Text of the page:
NCTE Calls for "Paradigm Shift" for Teaching with Nonfiction Literature

The position statement from the National Council of Teachers of English says nonfiction offers more than traditional textbooks and "has never been more vibrant or vital."

The National Council of Teachers of English wants to change the way nonfiction literature is used in teaching in K–12 classrooms. The organization released a position paper that calls for a "paradigm shift" that would expand the use of the "vibrant" and "vital" contemporary nonfiction titles in numerous ways. 

The statement's overview summarizes the position:

"Contemporary nonfiction for young people plays a crucial role in the reading and writing lives of K–12 students. It is a rich and compelling genre that supports students’ development as critically, visually, and informationally literate 21st-century thinkers and creators. The purpose of this position statement is to propose a paradigm shift for teaching and learning with nonfiction literature in K–12 education.

[READ: Reinvigorate Library Collections with “Active Nonfiction”]

"Unlike many textbooks and materials written for online or print-based school curriculum, nonfiction literature for young people does more than communicate information (Moss, 2003; Sanders, 2018). Nonfiction literature contextualizes primary source evidence, offers multiple perspectives on current and historic events, and shares new scientific discoveries. Contemporary nonfiction addresses historical silences, explores historic and contemporary events rooted in racism, oppression, and violence, and highlights courageous trailblazers and organized groups working toward societal transformation and liberation. It presents cutting-edge research, offering readers not just settled information, but access to emerging understandings at the vanguard of scientific knowledge and exploration (Aronson, 2011; Giblin, 2000; Isaacs, 2011).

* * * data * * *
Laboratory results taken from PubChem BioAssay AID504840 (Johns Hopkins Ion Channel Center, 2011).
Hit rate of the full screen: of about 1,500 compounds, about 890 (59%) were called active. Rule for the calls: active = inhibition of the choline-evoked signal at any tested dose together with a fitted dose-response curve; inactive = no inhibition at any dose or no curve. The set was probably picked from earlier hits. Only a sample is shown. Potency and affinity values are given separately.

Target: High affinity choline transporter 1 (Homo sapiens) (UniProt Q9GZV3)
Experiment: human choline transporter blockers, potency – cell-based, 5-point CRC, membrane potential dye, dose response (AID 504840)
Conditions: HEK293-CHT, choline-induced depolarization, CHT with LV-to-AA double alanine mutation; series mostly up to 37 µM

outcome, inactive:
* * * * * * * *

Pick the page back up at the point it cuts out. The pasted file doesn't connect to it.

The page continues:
"Nonfiction empowers young people in the face of current and emerging challenges locally and globally, such as racial, cultural, social, and economic injustice, censorship and disinformation, and the climate crisis. In the urgency of this moment, nonfiction for young people has never been more vibrant or vital."

Read the full statement here.

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